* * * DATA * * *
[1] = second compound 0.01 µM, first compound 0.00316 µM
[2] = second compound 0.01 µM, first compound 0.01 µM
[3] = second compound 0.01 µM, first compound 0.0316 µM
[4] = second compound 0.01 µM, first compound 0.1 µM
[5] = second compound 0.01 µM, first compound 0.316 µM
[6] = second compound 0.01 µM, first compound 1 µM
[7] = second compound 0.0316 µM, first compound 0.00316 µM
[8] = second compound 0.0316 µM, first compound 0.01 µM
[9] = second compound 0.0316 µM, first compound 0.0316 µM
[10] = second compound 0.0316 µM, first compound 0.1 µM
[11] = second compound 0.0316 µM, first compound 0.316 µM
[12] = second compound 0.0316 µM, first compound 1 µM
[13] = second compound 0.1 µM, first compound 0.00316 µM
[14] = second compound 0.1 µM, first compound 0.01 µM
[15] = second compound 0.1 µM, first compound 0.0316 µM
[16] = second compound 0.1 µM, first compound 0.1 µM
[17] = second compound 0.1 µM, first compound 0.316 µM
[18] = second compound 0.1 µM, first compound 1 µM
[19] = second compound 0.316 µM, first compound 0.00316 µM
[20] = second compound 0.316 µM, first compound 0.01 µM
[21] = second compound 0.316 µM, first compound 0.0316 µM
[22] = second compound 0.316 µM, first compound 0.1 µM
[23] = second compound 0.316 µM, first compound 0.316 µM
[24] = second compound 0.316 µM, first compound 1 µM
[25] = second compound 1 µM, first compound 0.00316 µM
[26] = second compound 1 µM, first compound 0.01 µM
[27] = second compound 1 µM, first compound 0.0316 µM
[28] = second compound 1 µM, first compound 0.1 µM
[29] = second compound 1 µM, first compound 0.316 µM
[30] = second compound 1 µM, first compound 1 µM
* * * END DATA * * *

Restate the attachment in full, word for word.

[1] = second compound 0.01 µM, first compound 0.00316 µM
[2] = second compound 0.01 µM, first compound 0.01 µM
[3] = second compound 0.01 µM, first compound 0.0316 µM
[4] = second compound 0.01 µM, first compound 0.1 µM
[5] = second compound 0.01 µM, first compound 0.316 µM
[6] = second compound 0.01 µM, first compound 1 µM
[7] = second compound 0.0316 µM, first compound 0.00316 µM
[8] = second compound 0.0316 µM, first compound 0.01 µM
[9] = second compound 0.0316 µM, first compound 0.0316 µM
[10] = second compound 0.0316 µM, first compound 0.1 µM
[11] = second compound 0.0316 µM, first compound 0.316 µM
[12] = second compound 0.0316 µM, first compound 1 µM
[13] = second compound 0.1 µM, first compound 0.00316 µM
[14] = second compound 0.1 µM, first compound 0.01 µM
[15] = second compound 0.1 µM, first compound 0.0316 µM
[16] = second compound 0.1 µM, first compound 0.1 µM
[17] = second compound 0.1 µM, first compound 0.316 µM
[18] = second compound 0.1 µM, first compound 1 µM
[19] = second compound 0.316 µM, first compound 0.00316 µM
[20] = second compound 0.316 µM, first compound 0.01 µM
[21] = second compound 0.316 µM, first compound 0.0316 µM
[22] = second compound 0.316 µM, first compound 0.1 µM
[23] = second compound 0.316 µM, first compound 0.316 µM
[24] = second compound 0.316 µM, first compound 1 µM
[25] = second compound 1 µM, first compound 0.00316 µM
[26] = second compound 1 µM, first compound 0.01 µM
[27] = second compound 1 µM, first compound 0.0316 µM
[28] = second compound 1 µM, first compound 0.1 µM
[29] = second compound 1 µM, first compound 0.316 µM
[30] = second compound 1 µM, first compound 1 µM